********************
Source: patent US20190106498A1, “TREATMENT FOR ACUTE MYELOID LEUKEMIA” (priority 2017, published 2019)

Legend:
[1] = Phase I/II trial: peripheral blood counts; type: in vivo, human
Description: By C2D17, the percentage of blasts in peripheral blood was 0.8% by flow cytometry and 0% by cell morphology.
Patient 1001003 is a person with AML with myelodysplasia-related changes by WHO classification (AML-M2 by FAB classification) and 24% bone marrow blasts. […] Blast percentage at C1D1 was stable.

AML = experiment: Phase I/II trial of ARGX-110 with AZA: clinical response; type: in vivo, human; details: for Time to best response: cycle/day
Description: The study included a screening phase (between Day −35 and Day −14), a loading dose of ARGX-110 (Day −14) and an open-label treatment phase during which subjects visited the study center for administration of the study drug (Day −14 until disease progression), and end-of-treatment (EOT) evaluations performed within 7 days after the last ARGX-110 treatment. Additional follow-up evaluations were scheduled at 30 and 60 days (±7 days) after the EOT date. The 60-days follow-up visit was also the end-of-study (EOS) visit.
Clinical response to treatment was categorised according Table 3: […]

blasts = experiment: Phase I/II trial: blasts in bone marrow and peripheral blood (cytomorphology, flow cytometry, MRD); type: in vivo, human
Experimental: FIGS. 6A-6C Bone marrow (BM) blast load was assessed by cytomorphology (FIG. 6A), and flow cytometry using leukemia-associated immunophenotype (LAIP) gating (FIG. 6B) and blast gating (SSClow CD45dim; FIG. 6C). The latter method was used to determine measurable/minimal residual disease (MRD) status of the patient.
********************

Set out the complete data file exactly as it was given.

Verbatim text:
Source: patent US20190106498A1, “TREATMENT FOR ACUTE MYELOID LEUKEMIA” (priority 2017, published 2019)

Legend:
[1] = Phase I/II trial: peripheral blood counts; type: in vivo, human
Description: By C2D17, the percentage of blasts in peripheral blood was 0.8% by flow cytometry and 0% by cell morphology.
Patient 1001003 is a person with AML with myelodysplasia-related changes by WHO classification (AML-M2 by FAB classification) and 24% bone marrow blasts. […] Blast percentage at C1D1 was stable.

AML = experiment: Phase I/II trial of ARGX-110 with AZA: clinical response; type: in vivo, human; details: for Time to best response: cycle/day
Description: The study included a screening phase (between Day −35 and Day −14), a loading dose of ARGX-110 (Day −14) and an open-label treatment phase during which subjects visited the study center for administration of the study drug (Day −14 until disease progression), and end-of-treatment (EOT) evaluations performed within 7 days after the last ARGX-110 treatment. Additional follow-up evaluations were scheduled at 30 and 60 days (±7 days) after the EOT date. The 60-days follow-up visit was also the end-of-study (EOS) visit.
Clinical response to treatment was categorised according Table 3: […]

blasts = experiment: Phase I/II trial: blasts in bone marrow and peripheral blood (cytomorphology, flow cytometry, MRD); type: in vivo, human
Experimental: FIGS. 6A-6C Bone marrow (BM) blast load was assessed by cytomorphology (FIG. 6A), and flow cytometry using leukemia-associated immunophenotype (LAIP) gating (FIG. 6B) and blast gating (SSClow CD45dim; FIG. 6C). The latter method was used to determine measurable/minimal residual disease (MRD) status of the patient.